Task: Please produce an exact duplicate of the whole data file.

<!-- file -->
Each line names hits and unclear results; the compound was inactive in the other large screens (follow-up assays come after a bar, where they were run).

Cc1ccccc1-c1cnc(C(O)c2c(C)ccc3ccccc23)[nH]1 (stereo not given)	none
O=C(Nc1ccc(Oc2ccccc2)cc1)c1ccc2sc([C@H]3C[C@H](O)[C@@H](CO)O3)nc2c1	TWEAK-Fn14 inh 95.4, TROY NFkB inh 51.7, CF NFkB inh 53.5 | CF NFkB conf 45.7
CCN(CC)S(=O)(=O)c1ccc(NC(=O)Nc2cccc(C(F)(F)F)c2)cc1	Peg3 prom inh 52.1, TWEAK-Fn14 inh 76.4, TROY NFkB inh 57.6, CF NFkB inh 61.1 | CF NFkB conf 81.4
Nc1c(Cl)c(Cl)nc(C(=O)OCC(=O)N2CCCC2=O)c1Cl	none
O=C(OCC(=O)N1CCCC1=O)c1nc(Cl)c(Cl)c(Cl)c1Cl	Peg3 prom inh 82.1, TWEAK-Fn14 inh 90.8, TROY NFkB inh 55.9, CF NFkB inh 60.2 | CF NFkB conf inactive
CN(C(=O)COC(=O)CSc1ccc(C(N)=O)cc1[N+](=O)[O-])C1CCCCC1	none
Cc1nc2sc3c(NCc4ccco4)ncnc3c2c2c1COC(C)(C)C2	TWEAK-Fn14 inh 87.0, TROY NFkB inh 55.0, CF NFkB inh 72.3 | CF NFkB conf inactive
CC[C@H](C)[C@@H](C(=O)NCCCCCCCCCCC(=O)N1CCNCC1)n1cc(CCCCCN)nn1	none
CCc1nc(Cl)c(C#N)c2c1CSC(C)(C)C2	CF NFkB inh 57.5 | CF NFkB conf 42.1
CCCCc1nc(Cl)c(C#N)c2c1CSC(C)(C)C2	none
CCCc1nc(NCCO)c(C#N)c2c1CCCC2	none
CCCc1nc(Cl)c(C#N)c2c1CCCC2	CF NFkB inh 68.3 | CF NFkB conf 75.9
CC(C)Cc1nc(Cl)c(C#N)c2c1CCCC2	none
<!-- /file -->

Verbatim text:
Each line names hits and unclear results; the compound was inactive in the other large screens (follow-up assays come after a bar, where they were run).

Cc1ccccc1-c1cnc(C(O)c2c(C)ccc3ccccc23)[nH]1 (stereo not given)	none
O=C(Nc1ccc(Oc2ccccc2)cc1)c1ccc2sc([C@H]3C[C@H](O)[C@@H](CO)O3)nc2c1	TWEAK-Fn14 inh 95.4, TROY NFkB inh 51.7, CF NFkB inh 53.5 | CF NFkB conf 45.7
CCN(CC)S(=O)(=O)c1ccc(NC(=O)Nc2cccc(C(F)(F)F)c2)cc1	Peg3 prom inh 52.1, TWEAK-Fn14 inh 76.4, TROY NFkB inh 57.6, CF NFkB inh 61.1 | CF NFkB conf 81.4
Nc1c(Cl)c(Cl)nc(C(=O)OCC(=O)N2CCCC2=O)c1Cl	none
O=C(OCC(=O)N1CCCC1=O)c1nc(Cl)c(Cl)c(Cl)c1Cl	Peg3 prom inh 82.1, TWEAK-Fn14 inh 90.8, TROY NFkB inh 55.9, CF NFkB inh 60.2 | CF NFkB conf inactive
CN(C(=O)COC(=O)CSc1ccc(C(N)=O)cc1[N+](=O)[O-])C1CCCCC1	none
Cc1nc2sc3c(NCc4ccco4)ncnc3c2c2c1COC(C)(C)C2	TWEAK-Fn14 inh 87.0, TROY NFkB inh 55.0, CF NFkB inh 72.3 | CF NFkB conf inactive
CC[C@H](C)[C@@H](C(=O)NCCCCCCCCCCC(=O)N1CCNCC1)n1cc(CCCCCN)nn1	none
CCc1nc(Cl)c(C#N)c2c1CSC(C)(C)C2	CF NFkB inh 57.5 | CF NFkB conf 42.1
CCCCc1nc(Cl)c(C#N)c2c1CSC(C)(C)C2	none
CCCc1nc(NCCO)c(C#N)c2c1CCCC2	none
CCCc1nc(Cl)c(C#N)c2c1CCCC2	CF NFkB inh 68.3 | CF NFkB conf 75.9
CC(C)Cc1nc(Cl)c(C#N)c2c1CCCC2	none